The asylum seeker
Yasmin, 33, from Israel Yasmin is an Arab-Israeli who was active in campaigning against the Israeli occupation of Palestine. Because of her activities she lived in constant fear of imprisonment under the Israeli authorities. She arrived in London on a tourist visa in 2000 to visit friends but the UK Immigration Service took her passport on arrival. Afraid that she would be deported and imprisoned once back in Israel, she applied for asylum. Since then, she has been bounced around the UK Immigration Service as she has fought her case to stay here. Her passport has never been returned and expired three years ago. In 2006, desperate to have some resolution of her future, she contacted the Home Office and told them she was ready to be deported. Since then she has heard nothing. She has officially „disappeared‟. „When I first arrived I existed on Government vouchers worth £10 a week. Then I decided to try and get work. Although it is illegal to work if you are an asylum seeker, I would rather work than go begging for vouchers. I got a job in a coffee shop in west London. I was paid cash in hand, £4 an hour, well under the minimum wage. I worked from 7am-7pm, standing all day in the kitchen preparing food. After three months, I had flu and took two days off work. When I returned I was told: “You‟re not fit enough to do the job.” The fact is, they had other illegal migrants wanting work who were willing to take my place.

„I began working as a researcher in a company. But one day my boss called me into his office and asked for my papers. He said it was too risky to keep me on without them. In another sales job, I was paid far less than everyone else, despite being the most senior in the department. I left that job. I couldn‟t take the lack of dignity any more. „Now I make a bit of money by giving the odd Arabic lesson or doing translation work. I can‟t afford to rent anywhere, and I can‟t apply for council housing as I have no documentation. I exist by moving from friend to friend every few days. I live out of a suitcase and sometimes can‟t remember where I am when I wake up in the morning. I‟ve become severely depressed, I suffer from nightmares and insomnia. I can‟t form relationships: who would want to take all this on? „I feel like a prisoner here. I feel like I don‟t exist. I‟m in limbo, but I‟m also afraid of returning to Israel where I could be interrogated – and much worse. I‟m unable to travel and my worst fear is that if something happens to my family I will be stuck here. I don‟t want to buy an identity on the black market. It‟s not in my nature to resort to subterfuge. I‟d like to be given amnesty. London now feels like my home. I could give so much to this city. I dream of a miracle; some way I can be legal, have an identity again. I want to be like any other human being: to work, to struggle, to have a relationship, start a family. I‟d like to put my head on my pillow one day and finally have some peace of mind.‟

The trafficked victim
Andres, 26, from Colombia „I arrived here in 2001, when I was 20. I can‟t say I was persecuted in Colombia. I was poor and I came here looking for opportunity. If I hadn‟t been full of dreams I wouldn‟t have come. In Colombia I paid a trafficker my entire savings of £6,000 for a visa to work here. I was smuggled in on the condition that I would work as a barman once I was here and would pay back the money. At Heathrow a man took me and a few other South American men and women to a holding place in north London. That was the end of my freedom. Later that day we were taken to the bar. It was in a huge house and it had rooms leading from it. We were told we had to have sex with the customers as that was the only way we would be able to pay back our bonds. We were locked into the house and as we had no money or anywhere else to go we didn‟t have much choice. There wasn‟t aggression used against us but the feeling was threatening – that we would be in trouble if we tried to escape. I felt shocked at first. But if you are forced into a certain situation you can‟t believe how far you will go to survive. „I slept with mostly men but some women. I worked either 10am to 9pm, or 9pm to 4am. I slept with around six people a day, sometimes more. I just cut my head off from what was going on from my neck to my feet. Some of my clients asked about me but I wasn‟t allowed to talk to them. Some of the clients and workers took drugs, but I didn‟t. The place was at the higher end of the business, with middle-class and upper-class customers. I worked there for three months and then I couldn‟t go on. I said to the man who was running the brothel, “Kill me, do what you want to me, but I‟m not going to work here any more.” For some reason the man had taken a liking to me. He said I could work there for two more weeks and take the money I earned. Then he let me go. That experience has made me quite a hard person. I don‟t like to get into close relationships with people. Even now if people touch me I get aggressive. „After I left, I lived on the streets for a couple of weeks. I eventually got work cleaning offices in Liverpool Street. We were paid around £5 a hour. It wasn‟t bad work. I started to learn English. I‟d get home from cleaning at 7am and then get up and go to college at 1pm, study for two hours and then go to work again. „Three years ago I bought myself a new identity so I could get better work. I was working with a Spanish guy and he was returning to Spain. He sold me his ID: National Insurance number, bank account and other ID for £400. I now use his name: Marco, rather than my own. „With my new identity I‟ve got a job with a coffee company. They gave me a good training. I was soon promoted to assistant manager. I‟ve even taken a management course. I‟m qualified, reliable and have a passion for what I do. „But I don‟t want to live a double life any more. I have a good job and people around me respect me, but my status really worries me. I can‟t travel, I can‟t return to see my family, even getting seen by a GP is hard without proper ID. I could get a fake passport in three days if I wanted to, or a lawyer could arrange a marriage for me for £5,000, but I don‟t want any more falsehoods. I want to become a proper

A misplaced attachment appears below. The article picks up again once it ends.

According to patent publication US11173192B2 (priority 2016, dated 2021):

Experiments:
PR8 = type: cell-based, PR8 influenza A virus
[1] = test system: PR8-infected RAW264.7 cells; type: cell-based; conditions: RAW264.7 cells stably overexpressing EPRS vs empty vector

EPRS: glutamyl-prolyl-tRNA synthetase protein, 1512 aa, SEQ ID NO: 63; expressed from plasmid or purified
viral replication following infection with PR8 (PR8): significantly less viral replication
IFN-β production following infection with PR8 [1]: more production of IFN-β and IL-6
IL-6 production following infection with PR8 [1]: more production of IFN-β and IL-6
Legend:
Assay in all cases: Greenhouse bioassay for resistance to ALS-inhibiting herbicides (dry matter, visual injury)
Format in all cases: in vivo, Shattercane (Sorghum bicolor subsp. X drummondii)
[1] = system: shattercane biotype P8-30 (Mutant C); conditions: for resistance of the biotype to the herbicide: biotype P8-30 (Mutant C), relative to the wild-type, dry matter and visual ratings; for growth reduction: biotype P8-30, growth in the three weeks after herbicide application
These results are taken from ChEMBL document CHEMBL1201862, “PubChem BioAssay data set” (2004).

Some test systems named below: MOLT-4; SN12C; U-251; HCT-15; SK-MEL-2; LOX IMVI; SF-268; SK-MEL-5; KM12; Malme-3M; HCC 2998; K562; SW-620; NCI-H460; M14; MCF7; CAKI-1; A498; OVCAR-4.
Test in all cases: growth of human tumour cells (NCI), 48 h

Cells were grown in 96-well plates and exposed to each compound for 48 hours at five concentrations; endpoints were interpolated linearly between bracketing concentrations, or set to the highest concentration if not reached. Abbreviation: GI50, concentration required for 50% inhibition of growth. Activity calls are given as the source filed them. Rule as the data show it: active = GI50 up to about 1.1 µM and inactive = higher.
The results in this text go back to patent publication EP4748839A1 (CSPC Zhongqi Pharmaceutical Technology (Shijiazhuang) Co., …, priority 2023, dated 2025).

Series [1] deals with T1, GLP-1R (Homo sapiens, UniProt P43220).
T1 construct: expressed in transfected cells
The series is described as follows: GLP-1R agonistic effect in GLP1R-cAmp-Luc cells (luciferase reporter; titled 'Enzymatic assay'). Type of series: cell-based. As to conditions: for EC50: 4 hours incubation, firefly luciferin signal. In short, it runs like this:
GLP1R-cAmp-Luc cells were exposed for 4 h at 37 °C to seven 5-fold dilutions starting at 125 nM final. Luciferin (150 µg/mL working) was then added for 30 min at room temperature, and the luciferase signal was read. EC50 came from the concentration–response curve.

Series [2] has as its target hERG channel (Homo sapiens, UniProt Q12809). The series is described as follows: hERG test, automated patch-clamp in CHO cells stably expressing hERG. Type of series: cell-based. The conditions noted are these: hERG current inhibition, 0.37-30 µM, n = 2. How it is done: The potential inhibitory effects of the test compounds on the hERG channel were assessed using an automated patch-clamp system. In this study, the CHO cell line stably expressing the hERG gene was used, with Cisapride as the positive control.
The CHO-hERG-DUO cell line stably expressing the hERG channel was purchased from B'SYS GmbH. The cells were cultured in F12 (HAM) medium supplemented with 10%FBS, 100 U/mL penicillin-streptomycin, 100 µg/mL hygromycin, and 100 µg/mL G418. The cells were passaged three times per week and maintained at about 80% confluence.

Londoner.‟ All names have been changed. For more information, Strangers Into Citizens campaigns for the rights of ‘invisible’ migrant work ers (www.strangersintocitizens.org.uk); Kalayaan campaigns on behalf of domestic workers (www.kalayaan.org.uk).
Rebecca Taylor. Photography Phil Fisk, Tue Mar 20

To top